It's not a new season, but in a way, it kind of feels like it."
A.J. Price is right. The Washington Wizards are not 1-0 after defeating the Atlanta Hawks, 93-83, on Saturday night. They are 6-28, riding a modest two-game winning streak that doesn't really count as one because, as Randy Wittman said,it hasn't reached three games. The Wizards can't quit their NBA 2k13 franchise mode and just start over. They have to live with their awful start.
A.J. Price is also right. The Wizards are whole, or at least close to it, for the first time all season. John Wall starred in his 22 minutes. Nene's minutes limit is soon to be a thing of the past. Trevor Ariza and even Price himself are useful cogs that are healthy again. Trevor Booker is close to being himself. Save for Jordan Crawford, who keeps nursing a bum ankle, and Cartier Martin, who was curiously mentioned by more players as a key loss than Crawford, the Wizards have the team they always envisioned.
And now that they do, there's really no other way for the players to think. They witnessed Wall dazzle the home fans with 14 points in 21 minutes, including three zips to the basket for layups to seal the deal. They see the names that aren't on the shelf anymore. What better way to play out the string than to forget the misfortune that led to them playing out the string never happened?
"Due to injuries and everything else we've been through, we haven't had a fair shake or a fair opportunity to do what we can do as a team," Price said.
Using Price's words, no injury was more unfair than Wall's. In many ways, Wall's outstanding debut was a cruel reminder of what the Wizards missed. The pace that Wittman has begged his team to play at all season was suddenly achieved with Wall's presence. Shooters that looked ordinary for a while were able to get clean looks. Most importantly, when the game came down to the wire, the Wizards had a closer that put things away.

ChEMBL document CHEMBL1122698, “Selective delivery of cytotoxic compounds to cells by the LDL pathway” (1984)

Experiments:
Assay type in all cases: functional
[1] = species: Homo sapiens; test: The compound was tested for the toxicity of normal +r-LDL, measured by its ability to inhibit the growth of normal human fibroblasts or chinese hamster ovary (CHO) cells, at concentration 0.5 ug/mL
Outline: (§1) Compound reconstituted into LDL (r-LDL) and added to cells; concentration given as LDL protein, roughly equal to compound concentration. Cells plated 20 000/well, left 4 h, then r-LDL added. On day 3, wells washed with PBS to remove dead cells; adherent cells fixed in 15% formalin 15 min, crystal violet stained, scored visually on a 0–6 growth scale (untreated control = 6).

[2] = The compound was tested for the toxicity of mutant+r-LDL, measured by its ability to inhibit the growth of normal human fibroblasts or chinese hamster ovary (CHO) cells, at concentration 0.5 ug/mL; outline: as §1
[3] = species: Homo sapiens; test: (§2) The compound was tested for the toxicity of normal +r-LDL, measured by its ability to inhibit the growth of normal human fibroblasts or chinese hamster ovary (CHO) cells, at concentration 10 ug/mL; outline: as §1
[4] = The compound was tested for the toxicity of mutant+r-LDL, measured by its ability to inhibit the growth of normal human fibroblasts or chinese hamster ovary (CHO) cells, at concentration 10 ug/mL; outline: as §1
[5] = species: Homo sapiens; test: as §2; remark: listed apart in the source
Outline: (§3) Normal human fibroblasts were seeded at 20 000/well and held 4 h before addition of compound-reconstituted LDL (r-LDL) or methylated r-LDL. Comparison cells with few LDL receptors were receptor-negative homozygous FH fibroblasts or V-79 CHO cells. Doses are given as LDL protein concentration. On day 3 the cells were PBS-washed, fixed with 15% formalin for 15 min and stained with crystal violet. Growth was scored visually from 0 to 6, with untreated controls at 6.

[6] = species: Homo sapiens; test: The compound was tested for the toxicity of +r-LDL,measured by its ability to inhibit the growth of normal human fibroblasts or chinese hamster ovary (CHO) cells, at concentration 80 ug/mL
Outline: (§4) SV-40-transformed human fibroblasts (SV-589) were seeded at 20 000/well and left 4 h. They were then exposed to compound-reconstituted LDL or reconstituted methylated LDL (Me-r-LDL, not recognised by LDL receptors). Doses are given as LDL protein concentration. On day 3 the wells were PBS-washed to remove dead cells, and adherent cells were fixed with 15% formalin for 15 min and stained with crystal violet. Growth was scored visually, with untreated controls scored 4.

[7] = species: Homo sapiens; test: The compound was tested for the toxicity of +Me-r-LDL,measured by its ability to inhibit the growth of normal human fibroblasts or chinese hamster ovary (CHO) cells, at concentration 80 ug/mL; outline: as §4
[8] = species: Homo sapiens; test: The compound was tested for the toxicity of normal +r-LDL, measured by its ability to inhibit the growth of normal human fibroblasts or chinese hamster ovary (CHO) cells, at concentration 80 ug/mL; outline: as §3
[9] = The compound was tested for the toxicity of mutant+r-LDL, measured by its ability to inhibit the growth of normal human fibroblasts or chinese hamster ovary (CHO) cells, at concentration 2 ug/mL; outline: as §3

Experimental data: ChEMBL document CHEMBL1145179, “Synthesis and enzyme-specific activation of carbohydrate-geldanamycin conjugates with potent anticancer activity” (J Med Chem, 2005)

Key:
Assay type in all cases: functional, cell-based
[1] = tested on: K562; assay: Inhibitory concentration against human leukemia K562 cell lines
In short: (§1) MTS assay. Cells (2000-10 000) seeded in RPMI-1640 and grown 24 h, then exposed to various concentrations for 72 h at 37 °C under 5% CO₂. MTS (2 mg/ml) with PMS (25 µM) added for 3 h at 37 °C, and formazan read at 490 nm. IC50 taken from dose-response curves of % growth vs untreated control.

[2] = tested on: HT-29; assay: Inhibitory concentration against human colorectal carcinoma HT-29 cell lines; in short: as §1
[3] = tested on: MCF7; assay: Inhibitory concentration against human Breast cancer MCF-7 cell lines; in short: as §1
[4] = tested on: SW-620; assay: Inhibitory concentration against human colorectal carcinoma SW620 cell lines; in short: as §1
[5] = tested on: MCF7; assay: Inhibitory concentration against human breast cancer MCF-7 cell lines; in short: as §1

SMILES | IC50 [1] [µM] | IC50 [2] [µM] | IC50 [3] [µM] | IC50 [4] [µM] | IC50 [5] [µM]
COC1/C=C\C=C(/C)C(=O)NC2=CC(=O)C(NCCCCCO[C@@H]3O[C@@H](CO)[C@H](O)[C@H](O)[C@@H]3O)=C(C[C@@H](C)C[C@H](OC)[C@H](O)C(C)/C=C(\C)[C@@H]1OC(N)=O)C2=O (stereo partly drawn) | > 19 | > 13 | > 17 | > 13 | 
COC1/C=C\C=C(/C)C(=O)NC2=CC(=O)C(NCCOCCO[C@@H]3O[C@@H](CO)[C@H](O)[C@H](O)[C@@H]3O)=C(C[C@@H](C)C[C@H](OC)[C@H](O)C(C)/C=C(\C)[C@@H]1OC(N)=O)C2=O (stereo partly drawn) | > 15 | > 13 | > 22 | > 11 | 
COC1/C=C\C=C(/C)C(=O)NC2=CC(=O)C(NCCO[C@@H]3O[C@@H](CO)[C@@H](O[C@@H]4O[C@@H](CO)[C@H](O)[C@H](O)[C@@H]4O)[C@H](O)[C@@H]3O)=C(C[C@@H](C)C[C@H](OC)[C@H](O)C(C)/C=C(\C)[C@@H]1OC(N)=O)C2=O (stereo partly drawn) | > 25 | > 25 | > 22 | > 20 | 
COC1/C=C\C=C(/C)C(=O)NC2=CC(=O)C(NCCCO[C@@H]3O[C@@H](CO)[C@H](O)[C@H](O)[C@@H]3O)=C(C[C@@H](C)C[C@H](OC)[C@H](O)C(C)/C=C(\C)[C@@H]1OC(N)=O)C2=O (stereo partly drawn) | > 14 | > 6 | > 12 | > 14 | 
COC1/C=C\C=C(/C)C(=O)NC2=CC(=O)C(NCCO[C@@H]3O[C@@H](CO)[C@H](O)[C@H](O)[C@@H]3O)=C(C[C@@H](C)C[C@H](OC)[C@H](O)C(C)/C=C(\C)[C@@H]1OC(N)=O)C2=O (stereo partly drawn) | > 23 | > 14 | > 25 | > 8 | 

Wall played just 21 minutes, but it was clear several people felt Wall's success was a sign of things to come.
"The game is different now," Wittman said. "The game is going to be different for how we create shots and get out to get shots."
This Wizards team was build for Wall to be the "maestro," as Martell Webster put it. Big-picture, Wall is obviously the leader, but he's even more essential once you get into the nitty-gritty. With Wall, the philosophy was easy to understand. The guards and wings would pressure the ball, the bigs would rebound and everyone would jet. Wall would be the catalyst, and Beal and another wing would fill the break and spot up for three-pointers.
But without Wall, the ball pressure wasn't perfect, there was nobody to force fast breaks and the perimeter shooting opportunities weren't there. The foundation was missing and the other blocks came crashing down. That's why it was so breathtaking for even Wall's teammates to see him consistently get into the lane and create open shot opportunities. Those have been few and far between this year.
"It's like he parted the Red Sea out there," Webster. "He told everybody to spread out, and that court is wide open. You could have a picnic in there."
The star and the head coach both tried to temper the optimism. The head coach pointed out that they still needed to be careful with the star's minutes, while the star talked in vague generalities about getting better each day. But you could read each side's true intentions from a mile away. How can you not get excited after a victory like that?
Whether a strong finish after a slow start is a good thing for this organization can be debated another day. All I can tell you is that the players sense that this is a new beginning. They aren't actually 1-0 this season, but it sure sounds better thinking of it that way than 6-28.